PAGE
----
On Monday my intermediate group were looking at modals of obligation, based on a text about how to become a millionaire. We had a set of sentences which I wanted to work with. They went something like this:
- You have to be very hard-working.
- You shouldn’t take long holidays.
- You don’t have to be born rich.
- You must have a clear idea of what you want to achieve.
- You should (something I can’t remember…)
- You mustn’t (something else I can’t remember!)
We checked the meaning by matching the sentences to a set of key words, and then I thought it was important to work on stress patterns. I also wanted them to memorise some correct sentences, as at an earlier stage of the lesson they’d produced things like:
- You have to very hard-working.
- You don’t have to born rich.
Here’s what I did:
- Told students to listen.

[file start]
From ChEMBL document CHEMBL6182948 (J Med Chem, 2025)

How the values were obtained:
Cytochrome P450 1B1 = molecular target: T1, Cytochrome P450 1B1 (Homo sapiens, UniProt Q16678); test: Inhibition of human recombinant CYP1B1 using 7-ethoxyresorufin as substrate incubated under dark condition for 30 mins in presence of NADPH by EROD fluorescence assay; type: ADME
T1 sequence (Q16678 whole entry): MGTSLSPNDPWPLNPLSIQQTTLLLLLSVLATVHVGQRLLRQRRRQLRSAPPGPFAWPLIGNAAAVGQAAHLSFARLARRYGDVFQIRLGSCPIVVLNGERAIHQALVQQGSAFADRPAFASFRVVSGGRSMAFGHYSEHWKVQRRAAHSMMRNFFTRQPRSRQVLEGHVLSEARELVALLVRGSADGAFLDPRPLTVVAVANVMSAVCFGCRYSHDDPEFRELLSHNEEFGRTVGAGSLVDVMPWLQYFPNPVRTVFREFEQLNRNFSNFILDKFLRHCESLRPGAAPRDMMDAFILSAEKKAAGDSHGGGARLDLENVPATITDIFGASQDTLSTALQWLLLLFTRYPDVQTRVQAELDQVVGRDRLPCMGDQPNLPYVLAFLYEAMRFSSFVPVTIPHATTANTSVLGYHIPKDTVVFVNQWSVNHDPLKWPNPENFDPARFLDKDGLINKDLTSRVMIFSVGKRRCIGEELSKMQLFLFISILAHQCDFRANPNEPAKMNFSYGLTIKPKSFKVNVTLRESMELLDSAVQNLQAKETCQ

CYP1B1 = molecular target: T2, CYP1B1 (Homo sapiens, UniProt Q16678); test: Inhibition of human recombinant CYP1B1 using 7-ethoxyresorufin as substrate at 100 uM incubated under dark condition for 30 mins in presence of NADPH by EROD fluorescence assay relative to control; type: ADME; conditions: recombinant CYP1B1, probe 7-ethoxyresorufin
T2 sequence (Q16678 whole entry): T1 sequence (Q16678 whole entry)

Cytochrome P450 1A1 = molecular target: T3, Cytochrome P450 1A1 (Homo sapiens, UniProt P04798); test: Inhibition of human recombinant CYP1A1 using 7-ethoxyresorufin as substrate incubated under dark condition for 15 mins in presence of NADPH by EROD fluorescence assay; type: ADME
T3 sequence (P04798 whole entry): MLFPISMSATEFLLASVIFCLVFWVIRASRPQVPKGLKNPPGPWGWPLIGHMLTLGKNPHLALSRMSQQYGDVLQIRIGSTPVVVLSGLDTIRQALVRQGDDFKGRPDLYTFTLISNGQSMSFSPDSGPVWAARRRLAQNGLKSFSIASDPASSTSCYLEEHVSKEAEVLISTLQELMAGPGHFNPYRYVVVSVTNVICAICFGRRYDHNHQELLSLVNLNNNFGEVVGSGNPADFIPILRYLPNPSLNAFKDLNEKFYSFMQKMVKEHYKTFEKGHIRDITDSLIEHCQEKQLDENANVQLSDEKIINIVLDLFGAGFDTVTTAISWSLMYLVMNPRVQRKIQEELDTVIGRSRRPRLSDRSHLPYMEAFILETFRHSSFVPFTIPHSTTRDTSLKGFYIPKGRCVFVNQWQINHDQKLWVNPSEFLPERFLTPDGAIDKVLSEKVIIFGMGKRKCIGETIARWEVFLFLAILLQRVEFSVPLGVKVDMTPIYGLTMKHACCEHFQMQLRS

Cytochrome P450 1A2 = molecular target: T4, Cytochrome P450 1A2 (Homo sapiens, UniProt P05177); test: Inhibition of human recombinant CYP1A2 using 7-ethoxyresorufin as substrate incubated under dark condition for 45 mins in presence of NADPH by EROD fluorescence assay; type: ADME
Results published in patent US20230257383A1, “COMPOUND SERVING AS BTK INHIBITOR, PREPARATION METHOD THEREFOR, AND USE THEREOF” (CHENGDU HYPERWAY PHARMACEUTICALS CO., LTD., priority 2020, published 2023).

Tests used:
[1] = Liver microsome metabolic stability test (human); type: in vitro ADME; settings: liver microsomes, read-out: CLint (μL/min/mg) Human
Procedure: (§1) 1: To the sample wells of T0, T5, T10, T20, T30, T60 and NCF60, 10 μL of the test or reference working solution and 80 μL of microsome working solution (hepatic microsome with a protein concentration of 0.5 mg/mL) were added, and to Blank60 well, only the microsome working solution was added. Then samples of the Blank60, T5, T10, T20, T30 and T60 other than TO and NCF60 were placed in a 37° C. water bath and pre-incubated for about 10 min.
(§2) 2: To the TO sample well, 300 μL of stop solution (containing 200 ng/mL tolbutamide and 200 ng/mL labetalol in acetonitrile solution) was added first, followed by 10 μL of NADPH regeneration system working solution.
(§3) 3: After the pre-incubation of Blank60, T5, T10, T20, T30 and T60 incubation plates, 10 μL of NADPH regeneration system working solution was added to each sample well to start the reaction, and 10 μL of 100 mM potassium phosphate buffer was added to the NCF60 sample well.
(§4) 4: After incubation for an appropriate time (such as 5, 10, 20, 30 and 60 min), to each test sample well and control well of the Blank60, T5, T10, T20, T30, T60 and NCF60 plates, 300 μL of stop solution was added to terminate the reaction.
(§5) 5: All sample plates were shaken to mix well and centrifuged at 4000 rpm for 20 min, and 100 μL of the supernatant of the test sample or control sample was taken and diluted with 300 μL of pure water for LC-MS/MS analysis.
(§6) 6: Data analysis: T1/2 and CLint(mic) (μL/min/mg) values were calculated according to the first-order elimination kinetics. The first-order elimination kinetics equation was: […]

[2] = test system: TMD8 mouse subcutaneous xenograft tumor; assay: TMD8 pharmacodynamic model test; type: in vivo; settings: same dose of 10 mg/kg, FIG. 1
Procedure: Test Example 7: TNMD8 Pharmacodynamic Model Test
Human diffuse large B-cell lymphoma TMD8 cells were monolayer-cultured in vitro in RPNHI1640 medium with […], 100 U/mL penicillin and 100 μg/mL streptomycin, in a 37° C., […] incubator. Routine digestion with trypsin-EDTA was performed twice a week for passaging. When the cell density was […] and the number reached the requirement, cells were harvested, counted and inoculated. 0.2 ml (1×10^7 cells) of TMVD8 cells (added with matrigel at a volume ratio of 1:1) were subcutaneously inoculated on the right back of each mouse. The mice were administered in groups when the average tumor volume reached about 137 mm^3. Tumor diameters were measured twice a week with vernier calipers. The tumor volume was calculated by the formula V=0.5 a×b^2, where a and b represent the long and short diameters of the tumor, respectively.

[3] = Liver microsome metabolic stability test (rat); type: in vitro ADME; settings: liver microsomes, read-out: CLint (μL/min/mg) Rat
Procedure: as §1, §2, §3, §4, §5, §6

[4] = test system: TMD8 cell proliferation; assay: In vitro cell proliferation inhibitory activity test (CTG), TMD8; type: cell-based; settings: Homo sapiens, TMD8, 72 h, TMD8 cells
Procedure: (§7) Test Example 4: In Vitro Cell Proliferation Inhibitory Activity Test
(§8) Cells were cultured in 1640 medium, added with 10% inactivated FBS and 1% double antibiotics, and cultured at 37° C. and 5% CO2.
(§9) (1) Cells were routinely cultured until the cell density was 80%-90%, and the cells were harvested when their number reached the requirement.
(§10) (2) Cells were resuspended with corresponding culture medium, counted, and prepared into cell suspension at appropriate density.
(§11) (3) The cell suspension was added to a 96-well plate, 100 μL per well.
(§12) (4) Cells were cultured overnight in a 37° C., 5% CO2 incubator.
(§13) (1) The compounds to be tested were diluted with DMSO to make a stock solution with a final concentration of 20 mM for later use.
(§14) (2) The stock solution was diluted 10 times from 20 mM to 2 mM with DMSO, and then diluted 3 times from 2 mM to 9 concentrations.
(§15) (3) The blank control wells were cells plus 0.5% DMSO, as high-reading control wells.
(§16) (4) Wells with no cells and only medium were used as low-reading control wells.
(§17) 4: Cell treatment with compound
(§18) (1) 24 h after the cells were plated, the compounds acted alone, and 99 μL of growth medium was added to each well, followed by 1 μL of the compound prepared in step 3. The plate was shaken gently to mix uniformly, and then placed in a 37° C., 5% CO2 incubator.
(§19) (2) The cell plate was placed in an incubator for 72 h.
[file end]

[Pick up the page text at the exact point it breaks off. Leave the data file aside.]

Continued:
- Said all six of the sentences as quickly as possible.
- Put students in pairs and told them to practice doing the same.
- If they decided they’d finished, I made them do the same thing backwards, starting with the final sentence.
- When I thought they were ready, I challenged them to say the sentences as quickly as me. I counted 3, 2, 1 and we all spoke at the same time, with the aim being to finish at the same time as I did.
Students seemed to really enjoy this activity with lots of laughter throughout, especially when they were racing me. They worked hard to correct each other. I didn’t have to do any remedial drilling in this case, as the challenge of speaking as fast as possible meant they produced the correct stress patterns pretty naturally.
And why is it for shy teachers? Because once I’d said the sentences at the beginning, all I had to do was listen until they were ready to race me at the end, at which point I was speaking at the same time as them. That meant I only ‘exposed’ my pronunciation once in front of the class, which I know is something that some teachers are worried about. They got lots of drilling, and I did hardly anything 🙂 Win-win!
What other drills can you think of which do the same job?